Mandala 1 for Wind Quintet.

The first performance of Mandala 1 was given by the London Sinfonietta, conducted by David Atherton at a BBC Invitation Concert in Durham in 1970.

Throughout the piece there is an entire absence of foreground pulse (beat) and metre. Shapes float across one another, reflect one another, sometimes collide with, and refract one another; isolated tones hang suspended in the air; no sooner do two or three instruments come together, but they ripple off into their own time-field. This lack of regularity sometimes takes the music to the bounds of playability in terms of ensemble.

I first heard the music of this piece while watching the tide recede over the sand banks near Dymchurch, Kent, one summer evening in 1967. The slowly changing colours of the sky reflected in the glistening sand; the patterns of the sand reflected in the shapes of the clouds; the gentle ripples of the wavelets crossing and re-crossing one another, all evoked a counterpoint of colour (timbre), texture, gesture. There were no clocks ticking away; everything was caught up in the timeless resonance of the most distant heartbeats.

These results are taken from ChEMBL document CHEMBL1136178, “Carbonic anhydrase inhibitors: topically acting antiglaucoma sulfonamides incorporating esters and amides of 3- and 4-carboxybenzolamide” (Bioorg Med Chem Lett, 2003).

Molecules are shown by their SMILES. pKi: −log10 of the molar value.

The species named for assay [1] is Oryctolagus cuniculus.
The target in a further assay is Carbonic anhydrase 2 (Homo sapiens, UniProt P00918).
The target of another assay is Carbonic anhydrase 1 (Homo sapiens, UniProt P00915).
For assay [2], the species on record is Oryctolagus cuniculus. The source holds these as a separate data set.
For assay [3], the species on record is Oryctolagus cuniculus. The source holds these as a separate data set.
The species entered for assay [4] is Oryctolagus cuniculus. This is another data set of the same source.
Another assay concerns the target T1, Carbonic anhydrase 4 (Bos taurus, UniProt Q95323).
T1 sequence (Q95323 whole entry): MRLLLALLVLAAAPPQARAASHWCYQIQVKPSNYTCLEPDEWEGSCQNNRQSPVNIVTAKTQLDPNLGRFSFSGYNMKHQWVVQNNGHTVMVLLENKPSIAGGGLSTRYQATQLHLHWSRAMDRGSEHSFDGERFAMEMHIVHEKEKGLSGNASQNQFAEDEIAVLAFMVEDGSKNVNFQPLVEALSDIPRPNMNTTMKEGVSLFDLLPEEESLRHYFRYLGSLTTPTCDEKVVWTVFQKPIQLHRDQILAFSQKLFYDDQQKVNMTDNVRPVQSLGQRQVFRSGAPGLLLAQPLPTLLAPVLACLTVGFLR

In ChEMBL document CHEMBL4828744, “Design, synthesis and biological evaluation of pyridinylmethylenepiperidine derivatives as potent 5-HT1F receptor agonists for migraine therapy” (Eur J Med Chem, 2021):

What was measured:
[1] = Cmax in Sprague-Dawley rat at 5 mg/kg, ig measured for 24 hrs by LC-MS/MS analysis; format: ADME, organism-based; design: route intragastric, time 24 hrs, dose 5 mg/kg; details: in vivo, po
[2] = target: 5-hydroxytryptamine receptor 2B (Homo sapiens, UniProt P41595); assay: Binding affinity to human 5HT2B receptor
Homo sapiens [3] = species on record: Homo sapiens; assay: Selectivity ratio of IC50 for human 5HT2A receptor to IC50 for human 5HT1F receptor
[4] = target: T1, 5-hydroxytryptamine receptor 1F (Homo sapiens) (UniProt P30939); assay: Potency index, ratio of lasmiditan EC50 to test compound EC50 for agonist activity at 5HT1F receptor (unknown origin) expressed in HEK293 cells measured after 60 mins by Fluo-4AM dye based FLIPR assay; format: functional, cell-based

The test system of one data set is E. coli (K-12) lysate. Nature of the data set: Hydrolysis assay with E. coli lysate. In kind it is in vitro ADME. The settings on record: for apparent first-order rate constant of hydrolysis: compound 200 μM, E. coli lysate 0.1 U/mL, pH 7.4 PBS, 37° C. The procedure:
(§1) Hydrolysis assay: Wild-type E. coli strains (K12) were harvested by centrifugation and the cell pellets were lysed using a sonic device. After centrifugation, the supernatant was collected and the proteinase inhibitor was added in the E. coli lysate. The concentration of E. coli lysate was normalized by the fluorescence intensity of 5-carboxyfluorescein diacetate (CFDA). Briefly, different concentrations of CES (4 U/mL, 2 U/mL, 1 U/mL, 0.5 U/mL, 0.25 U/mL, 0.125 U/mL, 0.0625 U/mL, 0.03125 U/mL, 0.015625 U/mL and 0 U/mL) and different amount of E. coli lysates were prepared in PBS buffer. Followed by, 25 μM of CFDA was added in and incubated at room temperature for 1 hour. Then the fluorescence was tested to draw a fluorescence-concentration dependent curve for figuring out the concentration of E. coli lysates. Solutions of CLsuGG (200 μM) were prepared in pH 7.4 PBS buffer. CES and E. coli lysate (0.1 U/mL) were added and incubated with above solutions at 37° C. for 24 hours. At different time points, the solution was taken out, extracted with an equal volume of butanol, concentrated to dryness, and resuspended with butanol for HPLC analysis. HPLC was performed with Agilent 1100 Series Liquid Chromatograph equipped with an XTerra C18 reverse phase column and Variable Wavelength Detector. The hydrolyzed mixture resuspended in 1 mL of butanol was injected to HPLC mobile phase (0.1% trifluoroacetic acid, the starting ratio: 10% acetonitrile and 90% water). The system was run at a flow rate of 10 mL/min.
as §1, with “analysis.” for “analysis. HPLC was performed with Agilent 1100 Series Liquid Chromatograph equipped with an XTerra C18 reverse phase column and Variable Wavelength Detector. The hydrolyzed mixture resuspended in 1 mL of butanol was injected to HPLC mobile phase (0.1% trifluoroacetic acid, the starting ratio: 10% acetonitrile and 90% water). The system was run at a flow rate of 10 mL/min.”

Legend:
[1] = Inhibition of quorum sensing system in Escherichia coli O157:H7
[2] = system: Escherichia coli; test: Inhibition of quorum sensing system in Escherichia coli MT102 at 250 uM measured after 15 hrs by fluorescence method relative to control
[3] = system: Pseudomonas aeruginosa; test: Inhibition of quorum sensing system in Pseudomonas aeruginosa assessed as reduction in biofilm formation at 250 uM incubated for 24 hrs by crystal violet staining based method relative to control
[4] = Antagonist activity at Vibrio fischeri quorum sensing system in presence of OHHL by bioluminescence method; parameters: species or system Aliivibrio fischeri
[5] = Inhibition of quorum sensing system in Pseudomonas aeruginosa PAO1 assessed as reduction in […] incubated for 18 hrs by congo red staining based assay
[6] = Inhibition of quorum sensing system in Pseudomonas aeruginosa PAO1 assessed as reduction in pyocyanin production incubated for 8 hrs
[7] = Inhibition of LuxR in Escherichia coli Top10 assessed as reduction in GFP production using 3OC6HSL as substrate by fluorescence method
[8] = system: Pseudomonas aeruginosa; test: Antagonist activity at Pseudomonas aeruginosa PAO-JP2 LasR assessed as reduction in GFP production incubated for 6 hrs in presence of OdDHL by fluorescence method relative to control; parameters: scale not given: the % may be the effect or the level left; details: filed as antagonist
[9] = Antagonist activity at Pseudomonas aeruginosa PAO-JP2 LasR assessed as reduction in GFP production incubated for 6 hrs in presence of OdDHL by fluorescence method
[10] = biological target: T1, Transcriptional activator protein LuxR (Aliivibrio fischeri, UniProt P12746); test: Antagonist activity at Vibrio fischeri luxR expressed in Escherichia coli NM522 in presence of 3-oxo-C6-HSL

I’ve yet to find a comprehensive definition of the Sanskrit word ‘mandala’. It’s not that the word is vague; on the contrary, from its ambiguities grow a cluster of rich, specific meanings. In English, it usually refers to a picture, a combination of a square and a circle, divided and re-divided, at its centre an image (usually a Buddha) which proliferates symmetrically and transforms asymmetrically. As a picture it may be painted on paper or cloth, or drawn with devoted precision on the sand. It may be a spiral dance through the four quarters of a squared space; the spiral may be in-turning or outward turning. It may be any combination of these things. Whatever its context, the word remains precise in its function: to express and explore wholeness – unity in diversity, diversity in unity.

I’ve never set out to compose a mandala. Each of my works bearing this name has taken its place in the set after it was composed. They are very different in character, from chamber ensemble to large orchestra, from the cool suspension of this work, to the glistening whirlwind of Mandala 5; but they are linked by the single-minded way each has grown from a brief, central musical image into a larger musical space through iteration and a diversity of transformations.